With all the trappings of a prime-time reality television series, the bumbling, yet ever-captivating Trump administration has offered scandal after scandal with a flagrant disregard for optics and a ‘no such thing as bad press’ mentality, all at the behest of a literal, reality T.V. juggernaut. This comparison is by no means a novel one. The similarities between President Trump’s behavior in his old career and that in his new one have not gone unnoticed, as President Trump is operating with the same controversial gusto just in a new setting with more consequential challenges. It’s almost as if he has just gone from Keeping Up with the Trumps to Trump & Co. Take the White House.
For his producers (i.e. the media), President Donald Trump’s parade of never-ending offenses, gaffes, and “alternative facts” are a ratings goldmine, providing enough daily fodder to stoke the flames of controversy and keep people refreshing their news feeds for whatever anger-inducing antics are surely in store. Every day in this administration has been gate-able—worthy of that Nixonian suffix for any mishap, political or otherwise, brought to the public eye.
Not since President Clinton’s impeachment has politics been so alluring, so salacious, so en vogue.
In a democracy, it would seem that a public fascination with politics is a great thing—in fact, it’s the ideal scenario. However, there is a caveat with this analogy. If the Trump administration is a reality show with the president serving as its star, then we, the people, are the audience.
We entertain him and are entertained by him, but we do not control the president or his actions. We do not control his policy, and that is the distinguishing problem of our current situation. The public is largely consumed not by policy, but by politics—that volleying term which can either be a framework for progress or hollow pageantry in the name of power. Rather than pushing to change the channel, we dully watch on. Yet, as we outwardly profess our incredulity at the state of the union and our anticipation for the next episode, we secretly enjoy the drama of it all.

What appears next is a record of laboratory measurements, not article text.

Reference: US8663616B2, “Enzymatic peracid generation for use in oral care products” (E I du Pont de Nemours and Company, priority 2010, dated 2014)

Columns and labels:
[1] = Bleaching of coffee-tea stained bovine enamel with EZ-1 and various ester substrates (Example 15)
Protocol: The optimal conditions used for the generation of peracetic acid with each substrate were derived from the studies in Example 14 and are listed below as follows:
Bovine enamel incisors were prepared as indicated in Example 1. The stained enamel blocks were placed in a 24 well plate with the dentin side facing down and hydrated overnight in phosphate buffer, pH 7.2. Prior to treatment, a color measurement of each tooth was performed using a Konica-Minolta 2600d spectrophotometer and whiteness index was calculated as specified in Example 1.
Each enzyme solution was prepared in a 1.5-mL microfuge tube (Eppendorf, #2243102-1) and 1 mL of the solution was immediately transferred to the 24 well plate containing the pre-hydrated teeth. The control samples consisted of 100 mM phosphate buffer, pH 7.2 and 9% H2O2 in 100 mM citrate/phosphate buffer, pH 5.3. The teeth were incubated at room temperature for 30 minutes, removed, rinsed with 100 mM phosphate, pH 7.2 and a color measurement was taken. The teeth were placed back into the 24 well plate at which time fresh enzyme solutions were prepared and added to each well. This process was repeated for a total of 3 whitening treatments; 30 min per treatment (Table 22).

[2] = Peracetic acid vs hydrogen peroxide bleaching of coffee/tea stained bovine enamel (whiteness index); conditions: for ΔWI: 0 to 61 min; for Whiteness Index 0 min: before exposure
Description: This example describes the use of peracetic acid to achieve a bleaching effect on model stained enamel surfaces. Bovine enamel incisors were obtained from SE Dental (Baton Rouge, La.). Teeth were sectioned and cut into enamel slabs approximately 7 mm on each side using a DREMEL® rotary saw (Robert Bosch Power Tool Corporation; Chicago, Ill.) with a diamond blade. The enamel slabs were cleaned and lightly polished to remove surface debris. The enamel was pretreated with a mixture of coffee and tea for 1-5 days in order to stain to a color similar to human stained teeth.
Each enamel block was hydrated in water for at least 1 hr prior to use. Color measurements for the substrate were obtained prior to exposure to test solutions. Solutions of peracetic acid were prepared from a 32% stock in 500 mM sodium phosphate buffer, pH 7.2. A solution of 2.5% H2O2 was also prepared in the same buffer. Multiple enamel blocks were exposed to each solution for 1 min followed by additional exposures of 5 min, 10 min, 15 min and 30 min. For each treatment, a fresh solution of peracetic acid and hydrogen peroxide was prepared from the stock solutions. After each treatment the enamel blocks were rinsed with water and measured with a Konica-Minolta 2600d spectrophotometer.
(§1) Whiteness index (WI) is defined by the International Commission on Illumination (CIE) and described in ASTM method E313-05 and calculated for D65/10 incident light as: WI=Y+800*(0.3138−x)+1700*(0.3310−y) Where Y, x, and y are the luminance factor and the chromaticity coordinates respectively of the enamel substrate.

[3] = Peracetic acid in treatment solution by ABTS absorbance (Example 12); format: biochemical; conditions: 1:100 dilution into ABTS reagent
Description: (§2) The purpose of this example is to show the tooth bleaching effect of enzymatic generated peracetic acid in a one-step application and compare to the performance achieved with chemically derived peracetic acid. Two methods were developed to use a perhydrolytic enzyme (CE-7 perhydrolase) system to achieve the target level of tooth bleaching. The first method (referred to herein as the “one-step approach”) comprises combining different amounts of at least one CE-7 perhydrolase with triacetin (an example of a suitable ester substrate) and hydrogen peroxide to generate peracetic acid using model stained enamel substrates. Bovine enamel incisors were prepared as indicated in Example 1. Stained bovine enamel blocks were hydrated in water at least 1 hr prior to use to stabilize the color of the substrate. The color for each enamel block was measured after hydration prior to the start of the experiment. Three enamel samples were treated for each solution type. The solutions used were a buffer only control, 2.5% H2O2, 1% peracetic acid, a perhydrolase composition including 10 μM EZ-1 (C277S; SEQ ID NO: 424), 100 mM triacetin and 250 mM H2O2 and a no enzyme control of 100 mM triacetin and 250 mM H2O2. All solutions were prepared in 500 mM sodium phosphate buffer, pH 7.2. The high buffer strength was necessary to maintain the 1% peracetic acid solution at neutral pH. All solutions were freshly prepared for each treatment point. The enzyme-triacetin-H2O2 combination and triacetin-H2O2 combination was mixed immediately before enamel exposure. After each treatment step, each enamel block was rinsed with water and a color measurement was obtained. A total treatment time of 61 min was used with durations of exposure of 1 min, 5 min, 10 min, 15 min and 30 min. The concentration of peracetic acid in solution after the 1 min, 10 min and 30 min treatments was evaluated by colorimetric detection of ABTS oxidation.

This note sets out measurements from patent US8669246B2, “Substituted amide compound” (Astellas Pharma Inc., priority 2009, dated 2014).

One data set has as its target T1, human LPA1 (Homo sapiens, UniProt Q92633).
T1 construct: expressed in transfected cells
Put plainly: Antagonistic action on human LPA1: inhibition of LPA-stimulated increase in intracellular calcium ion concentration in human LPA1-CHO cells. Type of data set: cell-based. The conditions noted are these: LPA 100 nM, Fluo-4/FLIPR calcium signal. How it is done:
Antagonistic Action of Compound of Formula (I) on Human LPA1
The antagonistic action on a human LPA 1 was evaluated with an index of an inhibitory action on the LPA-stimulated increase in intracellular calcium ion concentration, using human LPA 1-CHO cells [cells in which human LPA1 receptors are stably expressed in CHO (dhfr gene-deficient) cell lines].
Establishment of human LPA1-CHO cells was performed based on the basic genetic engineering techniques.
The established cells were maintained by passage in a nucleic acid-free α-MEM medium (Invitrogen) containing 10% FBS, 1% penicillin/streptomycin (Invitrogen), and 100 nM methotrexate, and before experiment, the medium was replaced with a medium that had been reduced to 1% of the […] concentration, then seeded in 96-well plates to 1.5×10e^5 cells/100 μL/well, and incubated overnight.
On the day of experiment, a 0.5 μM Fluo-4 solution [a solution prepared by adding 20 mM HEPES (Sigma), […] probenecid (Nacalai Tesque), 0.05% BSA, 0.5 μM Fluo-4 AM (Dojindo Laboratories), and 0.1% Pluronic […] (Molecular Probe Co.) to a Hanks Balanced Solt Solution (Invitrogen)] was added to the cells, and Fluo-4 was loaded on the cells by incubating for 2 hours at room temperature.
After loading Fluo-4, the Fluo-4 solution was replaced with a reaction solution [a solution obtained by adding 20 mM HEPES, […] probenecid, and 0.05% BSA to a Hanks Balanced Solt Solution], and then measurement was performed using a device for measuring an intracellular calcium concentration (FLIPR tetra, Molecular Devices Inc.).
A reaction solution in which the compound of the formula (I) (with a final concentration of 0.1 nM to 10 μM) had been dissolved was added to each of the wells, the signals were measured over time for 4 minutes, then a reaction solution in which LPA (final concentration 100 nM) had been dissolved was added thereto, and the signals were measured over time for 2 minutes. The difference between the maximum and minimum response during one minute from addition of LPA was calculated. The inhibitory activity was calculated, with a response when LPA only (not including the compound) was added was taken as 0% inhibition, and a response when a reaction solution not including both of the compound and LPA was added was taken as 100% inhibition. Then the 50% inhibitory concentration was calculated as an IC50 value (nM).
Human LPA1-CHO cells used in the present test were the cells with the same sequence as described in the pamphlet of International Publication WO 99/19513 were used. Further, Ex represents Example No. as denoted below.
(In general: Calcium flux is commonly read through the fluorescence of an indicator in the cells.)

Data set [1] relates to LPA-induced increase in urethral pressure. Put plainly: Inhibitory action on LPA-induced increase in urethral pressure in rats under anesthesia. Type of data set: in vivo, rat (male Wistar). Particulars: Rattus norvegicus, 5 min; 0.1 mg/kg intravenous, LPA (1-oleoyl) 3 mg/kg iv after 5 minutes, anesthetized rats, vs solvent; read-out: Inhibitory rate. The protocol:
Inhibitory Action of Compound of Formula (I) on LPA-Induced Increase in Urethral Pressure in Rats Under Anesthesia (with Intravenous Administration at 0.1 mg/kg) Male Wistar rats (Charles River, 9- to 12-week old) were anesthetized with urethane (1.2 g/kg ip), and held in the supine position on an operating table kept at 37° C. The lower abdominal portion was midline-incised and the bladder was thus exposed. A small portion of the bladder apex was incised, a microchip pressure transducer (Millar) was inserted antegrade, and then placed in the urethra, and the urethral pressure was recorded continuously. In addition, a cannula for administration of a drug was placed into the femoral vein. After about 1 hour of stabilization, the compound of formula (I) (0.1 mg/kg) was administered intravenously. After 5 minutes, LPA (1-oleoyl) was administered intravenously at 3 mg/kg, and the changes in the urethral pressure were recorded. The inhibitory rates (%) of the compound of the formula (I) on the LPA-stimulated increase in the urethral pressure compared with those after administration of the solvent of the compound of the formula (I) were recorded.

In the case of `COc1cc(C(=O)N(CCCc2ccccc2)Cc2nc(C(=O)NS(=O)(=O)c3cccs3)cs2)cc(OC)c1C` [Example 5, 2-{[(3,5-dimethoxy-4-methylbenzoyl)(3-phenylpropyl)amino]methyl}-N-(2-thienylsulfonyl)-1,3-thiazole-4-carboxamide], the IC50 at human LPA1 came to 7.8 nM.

This banal, public stagnancy was neither inevitable nor always present. In the weeks following the election, protests abounded, and many—myself included—did not stop at being disheartened by the results, but instead were hopeful for the prospect of a newly energized public who would recognize that political efficacy does not start and end at the voting booth.
As the weeks went on, however, and the oddity of the Trump presidency became routine, we all slowly slipped into a collective coma—our lurching passions lulled into inert rage.
Nowadays, criticism of President Trump is haphazardly lobbed in all directions as the target has become so wide that it is simultaneously impossible to miss and meaningless to hit. The mainstream media, with its devotion to all things sensational, is the main culprit of the commercialization of the Trump Brand and thus is President Trump’s greatest benefactor.
The media’s preoccupation with the president’s typos, Twitter rants, and general acts of national embarrassment—all of which warrant attention to a cursory degree—has dangerously served as a distraction from those long-term policy initiatives that will ultimately prove more impactful to Americans than “covfefe,” but will accrue only a fraction of the coverage.
This fixation with the more colorful elements of the Trump presidency restricts collective public action by shifting the focus from the president’s policies to his degradation of decorum. Inevitably, such a shift stifles democratic engagement by posing the irreconcilable, raucous individuality of one man as the fundamental problem of the Trump administration, rather than the democratically malleable implementation of public policy.